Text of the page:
Phil Ivey recently sued a Las Vegas cannabis dispensary entrepreneur and asked for $1.9 million. But the company filed for Chapter 11 bankruptcy on April 11.
The renowned poker player helped the company, NuVeda, LLC bankroll in 2014. He was in a lawsuit filing against the company and its subsidiaries.
The lawsuit had two other plaintiffs, Dotan Melech and Shane Terry.
Ivey asked for an equity stake in the firm and money owed from a business loan. Even so, the lawsuit hasn't been settled.
PokerNews obtained court documents that show that NuVeda, LLC initially gave Ivey a three percent equity share in an exchange for an almost $2 million line of credit that he gave it. By then, the firm had benefited from Ivey's financial standing and money.
The lawsuit says that the ten-time World Series of Poker (WSOP) bracelet champion has significant financial resources and business experience.
They supported the company's business strategy and offered it financial viability proof in its application and the amount of taxes it paid. The State of Nevada listed the Poker Hall of Famer as an owner in NuVeda's six licenses.
More About Lost Equity
NuVeda promised Terry, one of the plaintiffs, $1.75 million for the 23 percent interest he had in it, but it only paid him $250,000. Terry and Ivey claim that the company's co-owners, Pouya Mohajer and Pejman Bady, snatched their shares without seeking their written consent.
Adam Stein-Sapir, Pioneer Funding Group, LLC bankruptcy expert, said that Shane Terry ought to have received $1.75 million for interest but got $250,000. Ivey should have retained 3 percent interest, but it was eliminated, and it is uncertain how much he got on the $1.9 million line of credit.
Court documents state that the State of Nevada held NuVeda's license paperwork in December 2015. Bady is reported to have submitted the wrong documents to the state after redistributing Ivey's license interest to Mohajer and himself.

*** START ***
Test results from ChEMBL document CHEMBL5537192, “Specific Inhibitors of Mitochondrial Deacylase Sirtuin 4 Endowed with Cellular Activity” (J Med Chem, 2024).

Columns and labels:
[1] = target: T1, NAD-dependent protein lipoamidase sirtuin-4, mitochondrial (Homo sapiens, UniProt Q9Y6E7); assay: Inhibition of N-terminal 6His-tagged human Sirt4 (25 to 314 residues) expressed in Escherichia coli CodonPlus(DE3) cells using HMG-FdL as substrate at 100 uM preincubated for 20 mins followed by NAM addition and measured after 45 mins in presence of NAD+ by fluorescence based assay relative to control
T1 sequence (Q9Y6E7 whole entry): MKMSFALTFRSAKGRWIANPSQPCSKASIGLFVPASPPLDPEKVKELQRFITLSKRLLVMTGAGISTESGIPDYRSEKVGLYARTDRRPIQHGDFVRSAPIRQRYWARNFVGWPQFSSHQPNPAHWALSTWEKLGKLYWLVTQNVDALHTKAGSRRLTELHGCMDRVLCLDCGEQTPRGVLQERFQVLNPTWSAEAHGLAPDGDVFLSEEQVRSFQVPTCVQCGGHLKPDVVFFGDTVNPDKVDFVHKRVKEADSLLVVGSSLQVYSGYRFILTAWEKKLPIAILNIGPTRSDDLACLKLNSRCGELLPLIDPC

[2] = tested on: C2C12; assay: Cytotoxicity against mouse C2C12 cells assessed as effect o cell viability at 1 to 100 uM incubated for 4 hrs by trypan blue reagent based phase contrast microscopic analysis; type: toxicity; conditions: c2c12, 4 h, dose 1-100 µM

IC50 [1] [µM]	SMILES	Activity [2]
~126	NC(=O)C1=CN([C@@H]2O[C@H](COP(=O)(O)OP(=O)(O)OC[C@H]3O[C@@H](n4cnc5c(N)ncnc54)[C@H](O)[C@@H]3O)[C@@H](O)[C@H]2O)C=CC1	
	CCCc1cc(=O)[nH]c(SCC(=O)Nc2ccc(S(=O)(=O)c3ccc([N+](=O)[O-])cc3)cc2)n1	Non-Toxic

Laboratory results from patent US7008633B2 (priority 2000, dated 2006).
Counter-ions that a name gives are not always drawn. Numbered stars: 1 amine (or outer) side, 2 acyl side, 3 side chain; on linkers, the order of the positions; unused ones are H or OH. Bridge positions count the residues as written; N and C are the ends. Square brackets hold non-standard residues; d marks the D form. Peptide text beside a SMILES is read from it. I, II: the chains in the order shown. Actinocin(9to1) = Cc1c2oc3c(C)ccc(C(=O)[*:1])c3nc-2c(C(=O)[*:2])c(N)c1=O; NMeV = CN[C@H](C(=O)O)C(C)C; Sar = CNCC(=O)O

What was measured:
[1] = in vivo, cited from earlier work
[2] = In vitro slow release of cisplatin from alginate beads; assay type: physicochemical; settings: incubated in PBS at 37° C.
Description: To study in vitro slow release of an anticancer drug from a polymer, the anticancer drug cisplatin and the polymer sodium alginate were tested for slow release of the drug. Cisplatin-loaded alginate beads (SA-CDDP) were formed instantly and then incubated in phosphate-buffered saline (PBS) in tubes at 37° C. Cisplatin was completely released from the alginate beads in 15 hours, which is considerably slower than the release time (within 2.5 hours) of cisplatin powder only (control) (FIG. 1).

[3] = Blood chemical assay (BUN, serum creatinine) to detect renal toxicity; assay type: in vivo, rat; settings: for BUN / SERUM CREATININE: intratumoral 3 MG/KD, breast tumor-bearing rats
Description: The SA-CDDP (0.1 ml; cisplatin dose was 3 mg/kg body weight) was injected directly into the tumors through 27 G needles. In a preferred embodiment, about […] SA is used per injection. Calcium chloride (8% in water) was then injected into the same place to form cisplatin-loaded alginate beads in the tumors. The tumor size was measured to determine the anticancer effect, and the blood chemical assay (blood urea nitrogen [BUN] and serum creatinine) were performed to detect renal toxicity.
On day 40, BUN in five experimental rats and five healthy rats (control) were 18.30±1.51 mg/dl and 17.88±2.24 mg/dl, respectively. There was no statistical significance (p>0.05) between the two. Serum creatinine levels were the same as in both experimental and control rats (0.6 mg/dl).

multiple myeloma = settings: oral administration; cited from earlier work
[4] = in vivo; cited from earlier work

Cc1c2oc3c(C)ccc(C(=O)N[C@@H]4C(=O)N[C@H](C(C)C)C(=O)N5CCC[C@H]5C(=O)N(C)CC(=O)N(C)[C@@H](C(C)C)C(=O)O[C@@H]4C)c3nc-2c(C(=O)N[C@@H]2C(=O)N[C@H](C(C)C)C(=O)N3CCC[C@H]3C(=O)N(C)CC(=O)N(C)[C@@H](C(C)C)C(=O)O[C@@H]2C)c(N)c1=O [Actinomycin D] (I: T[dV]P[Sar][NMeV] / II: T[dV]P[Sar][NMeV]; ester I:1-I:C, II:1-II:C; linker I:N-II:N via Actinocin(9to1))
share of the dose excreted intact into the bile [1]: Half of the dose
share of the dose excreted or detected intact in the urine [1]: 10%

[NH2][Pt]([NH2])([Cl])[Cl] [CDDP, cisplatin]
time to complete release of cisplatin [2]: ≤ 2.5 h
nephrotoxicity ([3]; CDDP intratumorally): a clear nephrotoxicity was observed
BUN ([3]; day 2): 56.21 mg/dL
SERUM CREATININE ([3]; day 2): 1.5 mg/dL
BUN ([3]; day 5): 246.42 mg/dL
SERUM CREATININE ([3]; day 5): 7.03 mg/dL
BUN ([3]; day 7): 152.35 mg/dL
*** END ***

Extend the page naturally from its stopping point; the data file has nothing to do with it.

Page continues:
Stein-Sapir said that the amount that the company drew on the $1.9 million line of credit is uncertain, together with the amount it paid to Ivey. Yet, the 2022 Super High Roller Series Europe winner is determined to keep his 3 percent equity stake in NuVeda.
NuVeda Is Protecting its Assets
Mohajer and Bady are NuVeda's key principals and those of its subsidiaries. It runs two dispensaries that it has named The Sanctuary. One of them is in Downtown, while the other is in North Las Vegas, and Ivey should have an interest in them.
Even so, NuVeda's latest move to file for bankruptcy might prevent Ivey from getting his money. Stein-Sapir elaborates that filing for bankruptcy stops the court's litigation as it shifts the case to a bankruptcy judge.
He stated that some firms file for bankruptcy to protect their assets. It allows them to agree with creditors to foreclose rather than sell their assets.
The Chapter 11 filing comprises Terry, Ivey, and two more creditors. NuVeda states that its liabilities range from $1 million to $10 million, and its assets are worth less than $50,000.